Two pain management doctor's have told me that my medication levels are too high according to the new regulations. My activity level and quality of life will be greatly affected by the lower dosage that is mandated by the government. Are there any provisions to allow doctor's to prescribe more than the mandated level? What about my rights to a higher quality of life?
LI can understand your frustration. For me I can not take Lortab, Percodan, Codeine so when I am in hospital they give me a look because I have been a surgical patient TOO many times I tell them , "morphine IV ONE day post op then tramadol and Advil. If pushed comes to shove I will take a dose of Demerol post op but always nauseating." *My point really was the "powers that be" don't like it when you tell them what works, that's why I stress documentation so.
If you or anyone is effected or interested just speaking to my Pharmacist yesterday and she showed me the FDA has made Tramadol a controlled substance but quote: "can not be classified as an Opiate, it stimulates the same pain receptor in the brain as an Opiate but is not chemically an Opiate". Don't know if that will hurt or help anyone but that is another FDA ruling on our life from their Ivory Tower! Good luck with your pain management.
I believe Tramadol has been a controlled substance in UK & Canada already but if it is being lumped with Opiods that is chemically wrong as I stated. Talk to a real pharmacist vs a pill counting corporate machine, he or she will know. They are having to deal with FDA in US for instance too or they could lose their business or licensure.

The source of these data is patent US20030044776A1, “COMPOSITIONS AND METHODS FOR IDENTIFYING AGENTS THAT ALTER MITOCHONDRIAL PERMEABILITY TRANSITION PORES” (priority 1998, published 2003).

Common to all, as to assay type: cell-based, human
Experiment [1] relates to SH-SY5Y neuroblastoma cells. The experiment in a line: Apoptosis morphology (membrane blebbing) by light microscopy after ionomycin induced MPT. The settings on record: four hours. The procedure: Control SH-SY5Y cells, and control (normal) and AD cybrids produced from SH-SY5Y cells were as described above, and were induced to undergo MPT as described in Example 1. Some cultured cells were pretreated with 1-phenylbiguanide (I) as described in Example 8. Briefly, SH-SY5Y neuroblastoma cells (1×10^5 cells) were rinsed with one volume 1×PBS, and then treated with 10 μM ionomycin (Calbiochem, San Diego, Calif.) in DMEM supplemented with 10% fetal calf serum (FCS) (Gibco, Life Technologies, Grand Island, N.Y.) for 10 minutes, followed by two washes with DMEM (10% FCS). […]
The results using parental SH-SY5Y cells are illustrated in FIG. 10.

@A MyChronicPainTeam Member
Thank you for your answer. I got off a lot of my meds,
1. Because I just want to.
2. I had a feeling it was going to go that way.
3. I'm tired of the old song and dance. Every F****** Dr Says the same thing!
4. I'M tired of re-telling my pain life. Just makes my pain worse because I get
5. And I didn't want to go through the horror, of Withdrawal!. Worst feeling ever!
6. I know how to go to taper safely.
You know and I know those are guidelines, but the Drs are treating them (guidelines) law!!! Sooooooo! Annoying!!!!
Thanks again for your answer! And all the ones who commented,.
This is a Guideline by the Centers for Disease Control and Prevention (CDC). Most of the original input came from initially primary care physicians. More Pain Management Physicians do not adhere to the guidelines, and if they do, you should point out that these are just GUIDELINES that are meant predominantly for primary care physicians. My primary care doc is very good, and I don't think he pays attention to the guidelines, but bases his decisions on prior practice experience. That's the type of doctor that you want!
Thanks for all of the feedback on my question. I believe that I will get a copy of my records with my first pain specialist which date back to 1995. When I tell the new docs that I have tried everything and the opiates are the only thing that worked for me, I always get a long stare. Thanks again guys!
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